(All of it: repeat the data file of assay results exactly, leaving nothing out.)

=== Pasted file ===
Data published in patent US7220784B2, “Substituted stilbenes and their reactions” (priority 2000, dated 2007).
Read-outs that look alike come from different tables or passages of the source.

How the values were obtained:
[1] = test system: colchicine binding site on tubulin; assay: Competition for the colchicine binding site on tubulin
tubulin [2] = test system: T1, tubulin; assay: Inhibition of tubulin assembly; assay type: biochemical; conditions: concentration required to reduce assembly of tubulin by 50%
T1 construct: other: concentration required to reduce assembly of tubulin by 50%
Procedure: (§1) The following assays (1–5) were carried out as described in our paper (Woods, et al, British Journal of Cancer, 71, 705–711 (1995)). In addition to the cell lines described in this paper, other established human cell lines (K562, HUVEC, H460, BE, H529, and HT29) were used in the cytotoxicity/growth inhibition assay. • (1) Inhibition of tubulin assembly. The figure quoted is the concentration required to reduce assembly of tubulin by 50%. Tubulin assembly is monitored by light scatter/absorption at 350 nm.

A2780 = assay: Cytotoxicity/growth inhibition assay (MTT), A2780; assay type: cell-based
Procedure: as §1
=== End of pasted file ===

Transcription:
Data published in patent US7220784B2, “Substituted stilbenes and their reactions” (priority 2000, dated 2007).
Read-outs that look alike come from different tables or passages of the source.

How the values were obtained:
[1] = test system: colchicine binding site on tubulin; assay: Competition for the colchicine binding site on tubulin
tubulin [2] = test system: T1, tubulin; assay: Inhibition of tubulin assembly; assay type: biochemical; conditions: concentration required to reduce assembly of tubulin by 50%
T1 construct: other: concentration required to reduce assembly of tubulin by 50%
Procedure: (§1) The following assays (1–5) were carried out as described in our paper (Woods, et al, British Journal of Cancer, 71, 705–711 (1995)). In addition to the cell lines described in this paper, other established human cell lines (K562, HUVEC, H460, BE, H529, and HT29) were used in the cytotoxicity/growth inhibition assay. • (1) Inhibition of tubulin assembly. The figure quoted is the concentration required to reduce assembly of tubulin by 50%. Tubulin assembly is monitored by light scatter/absorption at 350 nm.

A2780 = assay: Cytotoxicity/growth inhibition assay (MTT), A2780; assay type: cell-based
Procedure: as §1